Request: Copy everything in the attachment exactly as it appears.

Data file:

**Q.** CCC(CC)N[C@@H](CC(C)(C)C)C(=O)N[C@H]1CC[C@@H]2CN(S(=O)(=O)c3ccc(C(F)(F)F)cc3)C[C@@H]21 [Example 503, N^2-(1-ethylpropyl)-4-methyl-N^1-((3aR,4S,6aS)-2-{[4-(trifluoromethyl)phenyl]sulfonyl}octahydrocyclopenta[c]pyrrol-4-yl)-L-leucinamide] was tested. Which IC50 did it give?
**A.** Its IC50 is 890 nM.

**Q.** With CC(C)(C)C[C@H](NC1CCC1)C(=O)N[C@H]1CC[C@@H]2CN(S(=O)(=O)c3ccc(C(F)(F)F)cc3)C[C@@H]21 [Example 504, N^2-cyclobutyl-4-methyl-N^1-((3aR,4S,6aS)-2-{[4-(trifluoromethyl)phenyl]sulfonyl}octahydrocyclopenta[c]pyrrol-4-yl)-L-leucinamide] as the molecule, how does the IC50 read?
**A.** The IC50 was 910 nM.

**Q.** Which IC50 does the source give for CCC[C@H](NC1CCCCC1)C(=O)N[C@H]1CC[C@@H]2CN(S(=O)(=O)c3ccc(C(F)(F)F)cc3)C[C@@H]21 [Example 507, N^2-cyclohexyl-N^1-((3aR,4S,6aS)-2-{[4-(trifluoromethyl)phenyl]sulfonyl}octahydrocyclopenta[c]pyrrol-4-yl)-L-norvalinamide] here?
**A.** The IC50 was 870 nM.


**Q.** CCC(CC)N[C@@H](CC(C)(C)C)C(=O)N[C@H]1CC[C@@H]2CN(S(=O)(=O)c3ccc(C(F)(F)F)cc3)C[C@@H]21 [Example 503, N^2-(1-ethylpropyl)-4-methyl-N^1-((3aR,4S,6aS)-2-{[4-(trifluoromethyl)phenyl]sulfonyl}octahydrocyclopenta[c]pyrrol-4-yl)-L-leucinamide] was tested. Which IC50 did it give?
**A.** Its IC50 is 890 nM.

**Q.** With CC(C)(C)C[C@H](NC1CCC1)C(=O)N[C@H]1CC[C@@H]2CN(S(=O)(=O)c3ccc(C(F)(F)F)cc3)C[C@@H]21 [Example 504, N^2-cyclobutyl-4-methyl-N^1-((3aR,4S,6aS)-2-{[4-(trifluoromethyl)phenyl]sulfonyl}octahydrocyclopenta[c]pyrrol-4-yl)-L-leucinamide] as the molecule, how does the IC50 read?
**A.** The IC50 was 910 nM.

**Q.** Which IC50 does the source give for CCC[C@H](NC1CCCCC1)C(=O)N[C@H]1CC[C@@H]2CN(S(=O)(=O)c3ccc(C(F)(F)F)cc3)C[C@@H]21 [Example 507, N^2-cyclohexyl-N^1-((3aR,4S,6aS)-2-{[4-(trifluoromethyl)phenyl]sulfonyl}octahydrocyclopenta[c]pyrrol-4-yl)-L-norvalinamide] here?
**A.** The IC50 was 870 nM.